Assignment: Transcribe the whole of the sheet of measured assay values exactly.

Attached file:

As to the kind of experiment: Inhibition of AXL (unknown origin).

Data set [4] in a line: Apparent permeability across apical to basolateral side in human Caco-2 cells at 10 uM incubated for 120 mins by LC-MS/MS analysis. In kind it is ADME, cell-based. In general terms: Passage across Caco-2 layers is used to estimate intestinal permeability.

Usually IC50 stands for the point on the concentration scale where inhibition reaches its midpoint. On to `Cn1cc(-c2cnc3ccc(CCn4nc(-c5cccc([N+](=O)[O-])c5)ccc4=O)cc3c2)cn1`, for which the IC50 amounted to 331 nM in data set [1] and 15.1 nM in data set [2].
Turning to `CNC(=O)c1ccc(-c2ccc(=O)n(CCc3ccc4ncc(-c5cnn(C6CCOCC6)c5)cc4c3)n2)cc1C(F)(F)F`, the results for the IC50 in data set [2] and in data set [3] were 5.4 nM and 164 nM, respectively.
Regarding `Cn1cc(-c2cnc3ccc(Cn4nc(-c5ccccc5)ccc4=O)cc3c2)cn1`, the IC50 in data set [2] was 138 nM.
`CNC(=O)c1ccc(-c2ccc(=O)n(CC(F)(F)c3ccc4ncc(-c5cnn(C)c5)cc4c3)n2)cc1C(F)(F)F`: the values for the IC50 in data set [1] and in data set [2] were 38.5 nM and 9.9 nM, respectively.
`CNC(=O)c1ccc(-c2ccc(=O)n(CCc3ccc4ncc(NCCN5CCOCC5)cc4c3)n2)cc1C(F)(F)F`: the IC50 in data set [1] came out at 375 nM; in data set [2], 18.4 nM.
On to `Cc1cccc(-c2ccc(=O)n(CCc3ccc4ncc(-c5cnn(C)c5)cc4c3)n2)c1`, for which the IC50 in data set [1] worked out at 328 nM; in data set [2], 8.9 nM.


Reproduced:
As to the kind of experiment: Inhibition of AXL (unknown origin).

Data set [4] in a line: Apparent permeability across apical to basolateral side in human Caco-2 cells at 10 uM incubated for 120 mins by LC-MS/MS analysis. In kind it is ADME, cell-based. In general terms: Passage across Caco-2 layers is used to estimate intestinal permeability.

Usually IC50 stands for the point on the concentration scale where inhibition reaches its midpoint. On to `Cn1cc(-c2cnc3ccc(CCn4nc(-c5cccc([N+](=O)[O-])c5)ccc4=O)cc3c2)cn1`, for which the IC50 amounted to 331 nM in data set [1] and 15.1 nM in data set [2].
Turning to `CNC(=O)c1ccc(-c2ccc(=O)n(CCc3ccc4ncc(-c5cnn(C6CCOCC6)c5)cc4c3)n2)cc1C(F)(F)F`, the results for the IC50 in data set [2] and in data set [3] were 5.4 nM and 164 nM, respectively.
Regarding `Cn1cc(-c2cnc3ccc(Cn4nc(-c5ccccc5)ccc4=O)cc3c2)cn1`, the IC50 in data set [2] was 138 nM.
`CNC(=O)c1ccc(-c2ccc(=O)n(CC(F)(F)c3ccc4ncc(-c5cnn(C)c5)cc4c3)n2)cc1C(F)(F)F`: the values for the IC50 in data set [1] and in data set [2] were 38.5 nM and 9.9 nM, respectively.
`CNC(=O)c1ccc(-c2ccc(=O)n(CCc3ccc4ncc(NCCN5CCOCC5)cc4c3)n2)cc1C(F)(F)F`: the IC50 in data set [1] came out at 375 nM; in data set [2], 18.4 nM.
On to `Cc1cccc(-c2ccc(=O)n(CCc3ccc4ncc(-c5cnn(C)c5)cc4c3)n2)c1`, for which the IC50 in data set [1] worked out at 328 nM; in data set [2], 8.9 nM.